Laura Humphreys is currently studying for a PhD in Historical Geography at Queen Mary, University of London, in collaboration with the Geffrye Museum of the Home. She previously worked at the Science Museum, where she helped to re-organise the Psychology and Psychiatry Collection, and co-ordinated a photography project and temporary reconstruction of an early-twentieth century Padded Cell. She currently lives in a former “Private Madhouse” in West London, and is researching its history. She can be contacted at: l.k.humphreys@qmul.ac.uk.

Another huge thank you to Laura for providing me with this post.

A Student visit

June 7th, 2013

On the 21st of May we had another group of students visit Whitchurch Hospital for some historical talks and a tour around some of the grounds and hospital.

The visit was part of a history of psychiatry week for the Cardiff University year 3 special study module on the History of Medicine organised by Dr Simon Braybrook

The course is an eight week module devoting a week each to the method of general historical enquiry, the history of sexual and reproductive health, the history of psychiatry, the history of epidemiology, the history of medical education and the history of surgery. The format will be a mix of lectures, field visits and personal reading and study.

Outside the front entrance

Outside the front entrance

 

Dr George Kirov started the day with a very interesting presentation on the history and development of ECT and psycho-surgery. Tim Goosey did a presentation with Dr Ian Beech on the history of Whitchurch.  Lynne from the historical society attended and contributed interesting and helpful accounts to the morning. The visit was finished with a trip to the hall and a walk round the outside pointing out the ha ha fence and the water tower in relation to Enoch Powell’s water tower speech, featured here and mentioned by Dr Braybook as a turning point in mental health history.

This is from Cane Hill’s website which is very impressive. http://www.canehill.org/history/enoch-powells-1961-speech – website now added to our Links page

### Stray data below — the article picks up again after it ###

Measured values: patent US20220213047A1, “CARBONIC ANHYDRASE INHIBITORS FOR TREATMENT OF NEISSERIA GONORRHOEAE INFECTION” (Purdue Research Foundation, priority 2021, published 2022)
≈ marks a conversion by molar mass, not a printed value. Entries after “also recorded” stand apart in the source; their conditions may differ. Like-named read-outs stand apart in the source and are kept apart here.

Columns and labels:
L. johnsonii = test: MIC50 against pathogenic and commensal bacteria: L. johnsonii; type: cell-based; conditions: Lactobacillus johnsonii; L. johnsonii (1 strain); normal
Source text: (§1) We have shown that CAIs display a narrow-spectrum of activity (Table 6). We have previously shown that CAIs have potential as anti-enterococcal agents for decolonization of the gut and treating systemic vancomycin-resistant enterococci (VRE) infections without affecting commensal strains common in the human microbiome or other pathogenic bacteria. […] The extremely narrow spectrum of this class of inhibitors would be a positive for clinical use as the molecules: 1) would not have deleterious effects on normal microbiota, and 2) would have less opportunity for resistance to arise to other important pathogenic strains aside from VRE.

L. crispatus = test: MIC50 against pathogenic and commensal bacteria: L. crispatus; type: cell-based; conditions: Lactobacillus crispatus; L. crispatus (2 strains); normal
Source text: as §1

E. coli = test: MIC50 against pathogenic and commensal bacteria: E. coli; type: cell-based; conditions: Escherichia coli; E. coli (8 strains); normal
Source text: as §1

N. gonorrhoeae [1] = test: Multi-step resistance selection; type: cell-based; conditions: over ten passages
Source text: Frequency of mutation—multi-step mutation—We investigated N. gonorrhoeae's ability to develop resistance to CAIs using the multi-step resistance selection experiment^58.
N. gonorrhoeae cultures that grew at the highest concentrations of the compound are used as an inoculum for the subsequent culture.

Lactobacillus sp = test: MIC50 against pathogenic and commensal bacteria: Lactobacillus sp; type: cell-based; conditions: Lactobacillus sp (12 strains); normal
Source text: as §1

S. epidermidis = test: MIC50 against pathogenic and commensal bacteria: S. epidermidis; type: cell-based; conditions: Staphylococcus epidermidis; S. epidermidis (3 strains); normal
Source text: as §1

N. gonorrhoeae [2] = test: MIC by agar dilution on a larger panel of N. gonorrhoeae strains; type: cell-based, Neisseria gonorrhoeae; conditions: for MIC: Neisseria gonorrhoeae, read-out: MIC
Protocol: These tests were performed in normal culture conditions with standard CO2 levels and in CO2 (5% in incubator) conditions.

In the afternoon Dr Brayboook showed the students The Madness of King George, in part to illustrate that mental illness does not take account of class.

Thank you to all who contributed to the visit

Sorry to take so long to write this post.

Abandoned Suitcases Reveal Private Lives of Insane Asylum Patients

February 26th, 2013

Here is a very interesting article that’s worth a read:

If you were committed to a psychiatric institution, unsure if you’d ever return to the life you knew before, what would you take with you? That sobering question hovers like an apparition over each of the Willard Asylum suitcases. From the 1910s through the 1960s, many patients at the Willard Asylum for the Chronic Insane left suitcases behind when they passed away, with nobody to claim them. Upon the center’s closure in 1995, employees found hundreds of these time capsules stored in a locked attic. Working with the New York State Museum, former Willard staffers were able to preserve the hidden cache of luggage as part of the museum’s permanent collection.

See link for rest of the article:

http://www.collectorsweekly.com/articles/abandoned-suitcases-reveal-private-lives-of-insane-asylum-patients/?action_object_map={%2210151325653664179%22%3A403222993082052}&action_ref_map=[]&action_type_map={%2210151325653664179%22%3A%22og.likes%252

Thanks to Anton for the post

Wales on line – look back at Whitchurch photos

January 16th, 2013

Came across these photos this week of Whitchurch and there are a couple of the hospital:

http://www.walesonline.co.uk/multimedia/news/2013/01/15/look-back-at-whitchurch-91466-32604374/#2

 

 

 

Dangers Facing Disused Asylums

August 16th, 2012

Part 2: Development

Historic asylum buildings have been developed extensively over the last few decades as they pass into obsolescence as medical facilities. Most are adapted for residential use. However, this can often be very dangerous for the historical integrity of a building. For example, Cane Hill and West Park Asylum, London, both suffered serious structural damage and vandalism whilst in the hands of developers, awaiting planning permission or building work.

However, it is possible for historic asylums to be well-adapted for new purposes. A famous example would be the Imperial War Museum, which is housed in the former buildings of the Bethlem Royal Museum and Archives. Although the history of Bedlam is largely absent (although represented off-site at the Bethlem Royal Museum and Archives – www.bethlemheritage.org.uk), the building has been preserved well, and much of the fine architectural detail of the hospital is still present.

http://upload.wikimedia.org/wikipedia/commons/3/3f/The_Imperial_war_museum.jpg

It is far more common, however, for asylums to be converted for residential purposes. Some developers are keen to hide all traces of their development’s institutional history, such as this development by Comer Homes.

Princess park Manor website – no asylum mention

 

Its new residents may well have no clue that their home was once Colney Hatch Lunatic Asylum, as Comer Homes were meticulous in not even hinting at the building’s origins. The building is now known as Princess Park Manor, and as you can see from their website at http://www.princessparkmanor.net/, even the history section is at great pains to avoid the topic of the hospital’s former use. In addition, much demolition and structural alteration has meant that internally, the building has been significantly altered.